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“The best studies have shown homeopathy doesn’t work”

By the ‘best studies’ people usually mean comprehensive systematic reviews, which analyse the results from all available randomised controlled trials (RCTs) on a given subject.

The most recent and robust systematic review of the efficacy of homeopathy comes from a 2014 meta-analysis of placebo-controlled double-blind randomised controlled trials. This study by Dr Robert Mathie found that homeopathic medicines, when prescribed during individualised treatment, are 1.5- to 2.0-times more likely to have a beneficial effect than placebo.1

If there are positive studies, why do some people still refuse to accept what the evidence says?

The issue appears to be one of ‘plausibility bias’ i.e. those who hold a prior belief that homeopathy is impossible, will view the results of research differently from those who believe homeopathy may work or does work.

As far back as 1991, the authors of the first systematic review of homeopathy expressed this very clearly in their own paper:2

“The amount of positive evidence even among the best studies came as a surprise to us. Based on this evidence we would be ready to accept that homoeopathy can be efficacious, if only the mechanism of action were more plausible.”

There are also a small number of historical systematic reviews on homeopathy published between 1991 and 2005 that continue to be cited inappropriately, giving out of date and flawed evidence undue attention.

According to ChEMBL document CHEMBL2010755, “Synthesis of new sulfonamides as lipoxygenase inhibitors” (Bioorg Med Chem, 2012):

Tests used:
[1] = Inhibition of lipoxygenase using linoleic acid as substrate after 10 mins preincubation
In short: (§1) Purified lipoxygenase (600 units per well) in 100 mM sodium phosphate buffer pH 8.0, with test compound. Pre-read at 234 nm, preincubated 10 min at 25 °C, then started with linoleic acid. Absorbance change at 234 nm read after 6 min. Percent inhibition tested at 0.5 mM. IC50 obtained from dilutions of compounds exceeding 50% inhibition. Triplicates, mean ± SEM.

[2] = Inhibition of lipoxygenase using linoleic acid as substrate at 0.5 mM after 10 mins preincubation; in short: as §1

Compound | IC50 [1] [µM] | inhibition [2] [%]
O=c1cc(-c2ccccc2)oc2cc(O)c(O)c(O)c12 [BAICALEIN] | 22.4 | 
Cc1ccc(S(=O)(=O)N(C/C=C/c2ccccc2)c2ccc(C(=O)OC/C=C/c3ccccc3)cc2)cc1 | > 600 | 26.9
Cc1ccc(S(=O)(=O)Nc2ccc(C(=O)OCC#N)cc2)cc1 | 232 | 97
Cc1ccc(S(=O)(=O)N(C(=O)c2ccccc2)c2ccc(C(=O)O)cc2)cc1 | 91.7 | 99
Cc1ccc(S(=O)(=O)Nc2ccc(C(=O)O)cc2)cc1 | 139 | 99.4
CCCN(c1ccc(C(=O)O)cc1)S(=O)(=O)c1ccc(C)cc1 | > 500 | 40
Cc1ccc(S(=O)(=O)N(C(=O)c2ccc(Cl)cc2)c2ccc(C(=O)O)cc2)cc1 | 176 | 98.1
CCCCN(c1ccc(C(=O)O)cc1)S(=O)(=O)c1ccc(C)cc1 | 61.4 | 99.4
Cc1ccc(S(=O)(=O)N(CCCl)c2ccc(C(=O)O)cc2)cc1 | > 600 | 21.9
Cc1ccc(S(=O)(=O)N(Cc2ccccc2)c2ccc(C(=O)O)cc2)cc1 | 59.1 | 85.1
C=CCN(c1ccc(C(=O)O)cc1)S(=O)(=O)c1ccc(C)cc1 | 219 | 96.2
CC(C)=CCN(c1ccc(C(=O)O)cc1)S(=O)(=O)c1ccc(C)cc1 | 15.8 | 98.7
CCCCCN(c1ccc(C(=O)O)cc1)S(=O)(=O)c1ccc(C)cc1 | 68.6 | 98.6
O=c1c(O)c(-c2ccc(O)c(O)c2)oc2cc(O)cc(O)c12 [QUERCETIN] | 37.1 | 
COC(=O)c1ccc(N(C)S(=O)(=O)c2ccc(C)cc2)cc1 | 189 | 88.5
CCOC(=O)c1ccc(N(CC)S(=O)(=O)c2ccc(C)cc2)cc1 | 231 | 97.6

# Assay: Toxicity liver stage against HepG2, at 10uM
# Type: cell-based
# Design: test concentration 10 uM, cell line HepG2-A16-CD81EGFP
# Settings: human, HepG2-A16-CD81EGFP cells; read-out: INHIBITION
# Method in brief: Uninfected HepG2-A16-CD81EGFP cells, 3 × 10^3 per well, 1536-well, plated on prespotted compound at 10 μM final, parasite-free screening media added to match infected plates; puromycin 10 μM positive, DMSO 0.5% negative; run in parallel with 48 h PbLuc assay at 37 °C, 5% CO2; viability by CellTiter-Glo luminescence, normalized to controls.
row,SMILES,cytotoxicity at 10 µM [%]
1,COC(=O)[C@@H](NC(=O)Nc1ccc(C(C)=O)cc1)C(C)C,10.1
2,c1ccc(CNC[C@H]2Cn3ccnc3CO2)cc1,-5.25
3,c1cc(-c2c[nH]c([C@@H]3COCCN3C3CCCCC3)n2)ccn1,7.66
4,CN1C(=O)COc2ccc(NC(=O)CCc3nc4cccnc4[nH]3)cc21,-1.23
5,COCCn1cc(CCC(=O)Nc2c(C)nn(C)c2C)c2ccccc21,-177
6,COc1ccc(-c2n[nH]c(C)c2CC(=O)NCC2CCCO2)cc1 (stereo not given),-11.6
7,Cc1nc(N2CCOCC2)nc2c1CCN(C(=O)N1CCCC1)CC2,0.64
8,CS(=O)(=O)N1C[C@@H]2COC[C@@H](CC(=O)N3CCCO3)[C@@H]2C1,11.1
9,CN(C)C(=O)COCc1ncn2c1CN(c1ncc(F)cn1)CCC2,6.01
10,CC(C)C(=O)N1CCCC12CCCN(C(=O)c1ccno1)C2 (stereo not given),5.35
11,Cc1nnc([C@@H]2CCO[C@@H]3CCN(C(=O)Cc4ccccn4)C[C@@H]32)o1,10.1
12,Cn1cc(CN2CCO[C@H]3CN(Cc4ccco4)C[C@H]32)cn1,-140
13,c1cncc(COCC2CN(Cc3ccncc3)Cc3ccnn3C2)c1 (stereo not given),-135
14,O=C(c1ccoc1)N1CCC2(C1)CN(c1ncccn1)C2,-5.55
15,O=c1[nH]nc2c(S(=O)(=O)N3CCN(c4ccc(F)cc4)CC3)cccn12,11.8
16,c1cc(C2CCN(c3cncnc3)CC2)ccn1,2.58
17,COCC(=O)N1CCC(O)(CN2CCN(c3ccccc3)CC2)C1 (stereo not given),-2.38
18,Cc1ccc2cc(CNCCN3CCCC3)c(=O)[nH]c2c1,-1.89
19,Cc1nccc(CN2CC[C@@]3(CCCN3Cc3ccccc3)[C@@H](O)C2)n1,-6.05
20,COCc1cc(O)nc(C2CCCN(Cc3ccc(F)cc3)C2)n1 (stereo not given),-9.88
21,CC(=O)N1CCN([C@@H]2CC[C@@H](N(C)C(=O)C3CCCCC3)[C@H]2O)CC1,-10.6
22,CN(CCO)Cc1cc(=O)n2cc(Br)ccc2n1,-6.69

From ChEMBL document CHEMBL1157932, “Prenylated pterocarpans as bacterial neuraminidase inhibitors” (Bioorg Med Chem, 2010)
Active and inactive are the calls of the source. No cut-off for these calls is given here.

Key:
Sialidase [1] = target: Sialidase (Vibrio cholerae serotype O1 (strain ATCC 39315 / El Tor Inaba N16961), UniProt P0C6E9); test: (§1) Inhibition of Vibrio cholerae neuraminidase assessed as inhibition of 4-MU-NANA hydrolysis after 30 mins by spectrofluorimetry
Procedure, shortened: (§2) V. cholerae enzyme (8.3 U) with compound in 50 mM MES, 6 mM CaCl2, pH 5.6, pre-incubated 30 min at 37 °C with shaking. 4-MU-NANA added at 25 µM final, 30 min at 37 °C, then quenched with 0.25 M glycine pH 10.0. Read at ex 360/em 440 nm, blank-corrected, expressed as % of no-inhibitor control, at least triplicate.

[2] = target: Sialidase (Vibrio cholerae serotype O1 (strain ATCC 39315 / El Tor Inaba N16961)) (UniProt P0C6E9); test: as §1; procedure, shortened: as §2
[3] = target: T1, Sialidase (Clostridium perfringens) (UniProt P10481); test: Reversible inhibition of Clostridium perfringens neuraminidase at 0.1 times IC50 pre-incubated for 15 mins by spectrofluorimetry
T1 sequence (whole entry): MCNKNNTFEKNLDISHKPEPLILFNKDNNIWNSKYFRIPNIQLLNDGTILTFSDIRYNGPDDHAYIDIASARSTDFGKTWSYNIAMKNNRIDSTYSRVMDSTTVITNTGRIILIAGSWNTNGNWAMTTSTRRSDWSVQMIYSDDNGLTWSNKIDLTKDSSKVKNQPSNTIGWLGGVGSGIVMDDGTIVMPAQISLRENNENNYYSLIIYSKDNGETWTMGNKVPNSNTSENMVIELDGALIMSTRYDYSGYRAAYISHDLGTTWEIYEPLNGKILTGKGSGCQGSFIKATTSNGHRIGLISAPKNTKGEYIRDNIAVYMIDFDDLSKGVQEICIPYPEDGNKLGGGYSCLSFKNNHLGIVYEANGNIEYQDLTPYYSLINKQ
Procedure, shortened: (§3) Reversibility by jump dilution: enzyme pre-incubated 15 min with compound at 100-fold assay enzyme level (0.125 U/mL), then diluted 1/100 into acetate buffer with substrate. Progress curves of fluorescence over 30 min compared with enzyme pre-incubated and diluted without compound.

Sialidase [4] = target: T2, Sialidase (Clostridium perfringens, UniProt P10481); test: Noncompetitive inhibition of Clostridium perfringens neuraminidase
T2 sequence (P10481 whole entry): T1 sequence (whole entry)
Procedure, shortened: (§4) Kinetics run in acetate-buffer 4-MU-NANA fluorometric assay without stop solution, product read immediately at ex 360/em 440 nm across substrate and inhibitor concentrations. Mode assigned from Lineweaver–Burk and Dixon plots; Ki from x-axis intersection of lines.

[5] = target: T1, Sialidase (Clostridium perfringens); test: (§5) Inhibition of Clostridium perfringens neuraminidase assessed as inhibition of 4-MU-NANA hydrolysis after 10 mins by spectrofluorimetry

In particular, it is remarkable that the single negative review by Shang et al. 20053 continues to be cited widely in anti-homeopathy publications despite only covering data up to 2003, being contradictory to the remainder of evidence in this category and serious concerns regarding its scientific reliability.

It is hard to understand why the 2017 EASAC position statement on homeopathy makes no mention of Dr Mathie’s 2014 meta-analysis of individualised homeopathy1, being the most relevant and robust data on the topic available at the time, yet includes the discredited and negative Shang et al. 2005 study3.

For further details of both the recent and historical systematic reviews see the Clinical Trials Overview.


1. Mathie RT et al. Randomised placebo-controlled trials of individualised homeopathic treatment: systematic review and meta-analysis. Systematic Reviews, 2014; 3: 142
 | Full text

2. Kleijnen J, Knipschild P, ter Riet G. Clinical trials of homeopathy. BMJ, 1991302: 960 | PubMed

3. Shang A, Huwiler-Muntener K, Nartey L, et al. Are the clinical effects of homeopathy placebo effects? Comparative study of placebo-controlled trials of homeopathy and allopathy. Lancet, 2005; 366: 726–732 | PubMed

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